I didn’t really know Jesus. To me, He was a genie in the sky that would reward me for doing good things.
But I grew up in a Christian home. I attended Sunday School faithfully and knew all the Bible stories by heart – yet I was also the kid at the back who would fold her arms while everybody else was singing “Jesus loves me this I know.”
This detached relationship with God changed when I attended my first youth camp. One morning, my group was sharing the meaning of our names over breakfast. We had a few good laughs, and I found out the meaning of my name is “pure”.
That day, one of the Church staff conducted a workshop on how to hear God’s voice. She taught us about voices – the ones we were supposed to shut out, and the one we were supposed to listen to. The idea of hearing God’s voice was pretty absurd to thirteen year old me – but I still gave it a shot.
The staff worker taught us to pray, “Dear Lord, please silence out the voice of the world, the devil’s voice, and my own voice. Let me hear only yours, and may I listen as You speak.”
I wasn’t sure what to expect after the prayer, so I thought I might read the Bible. But the Bible stories I was familiar with had always seemed so dramatic with their burning bushes and split seas. Up until this point, it was simply another book to me, one I couldn’t understand and would fall asleep reading.
But I picked it up and played the juvenile game of “Bible roulette.”
I fell on Solomon’s words in Ecclesiastes 1, “Utterly meaningless! Everything is meaningless!” This chapter reflected the state of my life without a relationship with Jesus. I identified deeply with the sea that was “never full”. And one of Solomon’s questions echoed deep within me: “What do people gain from all their labours at which they toil under the sun?”
Was every achievement I had ever accomplished for nothing?
I saw plainly the meaningless nature of a life blinded by physical and material things. In my time reading, God showed me that the flesh lusts for worldly things which prevents us from seeing His plan for us. God was answering the questions I’d been asking for years.
Next, the Church staff gave us an exercise to help see where our relationship with God was heading. The page that I turned to blew my mind.
“Blessed are the pure in heart, for they will see God.” (Matthew 5:8)
Of all the passages and verses in the Bible, God used a beatitude with my namesake (pure) to invite me into a personal encounter with Him. In that moment, I realised that God knew me intimately. He singled me out – spoke to me like a father to his child – and my life was changed.
That day a decade ago was my first encounter with Jesus. Since then, God has never stopped speaking. Yes, there were times I could not hear Him – but those were also the times when my heart was impure.
I was reading Matthew 23 recently, where Jesus rebukes the Pharisees. “Blind Pharisee! First, clean the inside of the cup and dish, and then the outside will also be clean.”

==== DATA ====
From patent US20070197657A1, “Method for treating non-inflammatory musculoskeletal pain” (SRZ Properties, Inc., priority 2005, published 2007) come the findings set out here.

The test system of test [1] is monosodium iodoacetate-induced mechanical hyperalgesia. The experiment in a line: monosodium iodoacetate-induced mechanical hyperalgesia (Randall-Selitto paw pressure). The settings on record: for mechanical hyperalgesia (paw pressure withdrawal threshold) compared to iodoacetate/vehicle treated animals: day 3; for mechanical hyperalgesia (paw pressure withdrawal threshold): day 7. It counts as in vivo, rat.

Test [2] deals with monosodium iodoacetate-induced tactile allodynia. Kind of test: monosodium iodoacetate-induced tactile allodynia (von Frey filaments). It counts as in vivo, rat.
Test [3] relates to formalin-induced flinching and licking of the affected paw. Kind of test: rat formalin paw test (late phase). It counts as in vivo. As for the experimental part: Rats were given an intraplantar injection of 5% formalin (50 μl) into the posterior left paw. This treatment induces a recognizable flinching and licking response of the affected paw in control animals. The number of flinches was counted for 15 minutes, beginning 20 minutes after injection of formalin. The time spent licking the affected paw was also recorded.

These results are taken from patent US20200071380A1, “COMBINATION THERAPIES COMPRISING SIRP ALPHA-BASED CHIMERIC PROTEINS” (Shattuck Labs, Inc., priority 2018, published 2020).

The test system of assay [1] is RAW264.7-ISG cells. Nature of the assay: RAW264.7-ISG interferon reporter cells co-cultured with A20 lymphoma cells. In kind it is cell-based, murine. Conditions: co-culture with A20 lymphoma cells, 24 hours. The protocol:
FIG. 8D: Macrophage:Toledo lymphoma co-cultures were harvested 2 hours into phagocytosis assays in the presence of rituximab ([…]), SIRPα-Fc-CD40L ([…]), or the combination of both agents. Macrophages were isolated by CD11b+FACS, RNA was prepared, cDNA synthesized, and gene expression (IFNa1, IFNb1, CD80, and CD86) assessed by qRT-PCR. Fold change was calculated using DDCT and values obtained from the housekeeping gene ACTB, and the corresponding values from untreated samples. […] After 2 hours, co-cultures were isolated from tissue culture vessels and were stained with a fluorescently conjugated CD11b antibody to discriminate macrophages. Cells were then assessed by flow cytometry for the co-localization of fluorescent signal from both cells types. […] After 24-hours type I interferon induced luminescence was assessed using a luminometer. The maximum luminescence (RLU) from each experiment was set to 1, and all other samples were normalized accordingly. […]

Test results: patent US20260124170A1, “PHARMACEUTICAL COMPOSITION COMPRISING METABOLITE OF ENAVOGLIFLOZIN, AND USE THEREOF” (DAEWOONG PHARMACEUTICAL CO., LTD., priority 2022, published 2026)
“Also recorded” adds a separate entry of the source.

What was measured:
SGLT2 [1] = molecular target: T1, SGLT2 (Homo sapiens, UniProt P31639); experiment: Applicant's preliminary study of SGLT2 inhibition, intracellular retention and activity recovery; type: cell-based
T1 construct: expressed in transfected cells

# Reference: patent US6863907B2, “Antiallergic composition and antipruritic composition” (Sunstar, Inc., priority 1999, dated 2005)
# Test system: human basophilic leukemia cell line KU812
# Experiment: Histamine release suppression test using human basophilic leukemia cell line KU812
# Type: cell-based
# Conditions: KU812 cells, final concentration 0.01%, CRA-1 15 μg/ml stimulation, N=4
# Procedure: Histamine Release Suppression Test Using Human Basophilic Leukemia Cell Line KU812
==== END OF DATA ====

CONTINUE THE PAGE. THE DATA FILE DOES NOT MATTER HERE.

I often find myself measuring my relationship with God by what I do. Having spent a long time in Christian community, I have learnt to say the right things and brush shoulders with the right people. But none of these things are a good measure of my relationship with Christ.
A pure encounter with the Lord is one where I am at the end of myself, acknowledging the sin that has taken root in my heart, and then allowing Jesus to confront them.
Purity is something like the theme of life, where sanctification is a daily commitment. In Exodus 33, we can see a beautiful picture of sanctification and intimacy in Moses’ life.
“Moses said to the Lord, “You have been telling me, ‘Lead these people,’ but you have not let me know whom you will send with me. You have said, ‘I know you by name and you have found favor with me.’ If you are pleased with me, teach me your ways so I may know you and continue to find favor with you. Remember that this nation is your people.” (Exodus 33:12-13)
What really struck me was how Moses then asked God, “For how shall it be known that I have found favour in your sight, I and your people? Is it not in your going with us, so that we are distinct, I and your people, from every other people on the face of the earth?” (16).
That made me realise a pure life looks distinctly different from a life where God is absent. The purer our heart and its intentions, the closer we are to God’s heart. Without purity, it is impossible to be intimate with God, because He is the holiest of holies. Although it seems impossible to lead a righteous life, it is something we are called to do – relying on the grace of God made evident to the watching world.
This is a submission from a participant of our Greater Love Giveaway.